A capstone course, which integrates the program’s coursework into comprehensive, IS policies and procedures, which support the organization’s mission. Students will review and evaluate actual corporate IS strategies in a case-study format.


This course focuses on the IT leadership of an overall organizational system consisting of the enterprise itself, the IS function and its role in using IT and information assets to support the organization, and the information technology architecture. Basic concepts of the leader, follower, and situation that influence IT decision-making are discussed. The role of the CIO within the organization is also discussed.


A detailed study of strategic and tactical planning for non-standard operations resulting from events beyond the organization’s control. Disaster Recovery and Business Continuity Planning prepares the student to develop and execute plans to enable the organization to recover operations and continue critical business functions in the event of a disaster. This course includes an overview of incident response planning as a possible precursor to Disaster Recovery and Business Continuity and also examines Crisis Management planning.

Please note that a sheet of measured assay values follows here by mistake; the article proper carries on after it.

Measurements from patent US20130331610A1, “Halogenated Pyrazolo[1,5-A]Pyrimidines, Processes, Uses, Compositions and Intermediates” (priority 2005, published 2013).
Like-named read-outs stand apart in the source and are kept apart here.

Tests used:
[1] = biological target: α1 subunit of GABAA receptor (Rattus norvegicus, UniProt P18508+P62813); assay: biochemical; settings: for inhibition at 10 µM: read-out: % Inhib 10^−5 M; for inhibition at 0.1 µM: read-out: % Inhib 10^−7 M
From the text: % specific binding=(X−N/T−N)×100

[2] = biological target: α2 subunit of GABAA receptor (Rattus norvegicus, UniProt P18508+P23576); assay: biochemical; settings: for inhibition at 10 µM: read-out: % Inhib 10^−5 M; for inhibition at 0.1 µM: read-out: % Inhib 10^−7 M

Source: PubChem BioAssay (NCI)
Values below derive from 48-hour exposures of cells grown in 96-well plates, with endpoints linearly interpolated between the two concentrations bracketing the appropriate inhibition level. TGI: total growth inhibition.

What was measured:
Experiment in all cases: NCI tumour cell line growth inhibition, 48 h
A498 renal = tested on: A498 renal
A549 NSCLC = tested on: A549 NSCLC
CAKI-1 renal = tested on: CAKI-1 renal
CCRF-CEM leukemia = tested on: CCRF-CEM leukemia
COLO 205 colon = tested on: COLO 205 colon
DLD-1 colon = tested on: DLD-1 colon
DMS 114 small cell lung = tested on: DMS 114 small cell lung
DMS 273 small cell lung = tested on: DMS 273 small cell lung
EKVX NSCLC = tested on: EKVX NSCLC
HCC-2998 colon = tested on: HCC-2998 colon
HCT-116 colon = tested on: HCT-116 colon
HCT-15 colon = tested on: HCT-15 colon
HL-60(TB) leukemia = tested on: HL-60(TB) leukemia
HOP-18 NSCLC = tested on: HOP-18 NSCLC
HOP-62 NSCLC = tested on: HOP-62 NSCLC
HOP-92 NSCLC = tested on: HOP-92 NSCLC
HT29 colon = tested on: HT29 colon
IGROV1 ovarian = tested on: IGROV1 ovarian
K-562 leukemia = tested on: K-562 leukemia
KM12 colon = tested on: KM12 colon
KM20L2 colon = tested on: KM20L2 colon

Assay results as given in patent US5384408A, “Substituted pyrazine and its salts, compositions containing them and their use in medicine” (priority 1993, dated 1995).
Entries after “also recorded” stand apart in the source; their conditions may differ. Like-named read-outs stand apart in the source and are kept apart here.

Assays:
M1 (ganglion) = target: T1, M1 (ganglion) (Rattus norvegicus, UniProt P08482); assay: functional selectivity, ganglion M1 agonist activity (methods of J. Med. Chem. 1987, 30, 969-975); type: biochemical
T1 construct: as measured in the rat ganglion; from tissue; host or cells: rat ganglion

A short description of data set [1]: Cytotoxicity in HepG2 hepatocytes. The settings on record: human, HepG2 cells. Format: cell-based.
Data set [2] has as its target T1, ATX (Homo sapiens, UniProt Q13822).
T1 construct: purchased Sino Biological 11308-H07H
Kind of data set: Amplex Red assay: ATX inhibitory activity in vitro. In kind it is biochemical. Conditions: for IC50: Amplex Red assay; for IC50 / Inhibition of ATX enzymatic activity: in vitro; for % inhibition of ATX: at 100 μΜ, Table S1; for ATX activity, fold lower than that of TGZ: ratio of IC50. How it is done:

The objective of this course is to learn how to maximize the overall value to the customer for the least cost possible. The value is the difference between what the final product (or service) is worth to the customer and the effort the system expends in filling the customer’s request. Successful value chain management requires several decisions relating to the flow of information and products or services. Decisions fall into these three categories: (1) value chain strategy, (2) value chain planning, and (3) value chain operations. The topics include competitive scope and the value chain, the value chain and organizational structure, product/process design, capacity/inventory management, location/distribution management, quality, forecasting, shop control, cost evaluation, and their interrelationships.